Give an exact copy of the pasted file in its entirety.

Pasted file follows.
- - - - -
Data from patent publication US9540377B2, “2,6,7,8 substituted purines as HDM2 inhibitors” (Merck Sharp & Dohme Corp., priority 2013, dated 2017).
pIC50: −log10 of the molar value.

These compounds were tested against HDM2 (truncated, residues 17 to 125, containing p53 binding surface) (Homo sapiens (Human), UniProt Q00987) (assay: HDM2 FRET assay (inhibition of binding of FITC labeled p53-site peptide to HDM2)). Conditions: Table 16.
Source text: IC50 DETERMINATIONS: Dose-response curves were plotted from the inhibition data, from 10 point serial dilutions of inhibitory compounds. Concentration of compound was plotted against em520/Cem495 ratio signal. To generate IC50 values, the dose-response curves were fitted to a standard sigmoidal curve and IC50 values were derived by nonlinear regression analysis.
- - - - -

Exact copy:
Data from patent publication US9540377B2, “2,6,7,8 substituted purines as HDM2 inhibitors” (Merck Sharp & Dohme Corp., priority 2013, dated 2017).
pIC50: −log10 of the molar value.

These compounds were tested against HDM2 (truncated, residues 17 to 125, containing p53 binding surface) (Homo sapiens (Human), UniProt Q00987) (assay: HDM2 FRET assay (inhibition of binding of FITC labeled p53-site peptide to HDM2)). Conditions: Table 16.
Source text: IC50 DETERMINATIONS: Dose-response curves were plotted from the inhibition data, from 10 point serial dilutions of inhibitory compounds. Concentration of compound was plotted against em520/Cem495 ratio signal. To generate IC50 values, the dose-response curves were fitted to a standard sigmoidal curve and IC50 values were derived by nonlinear regression analysis.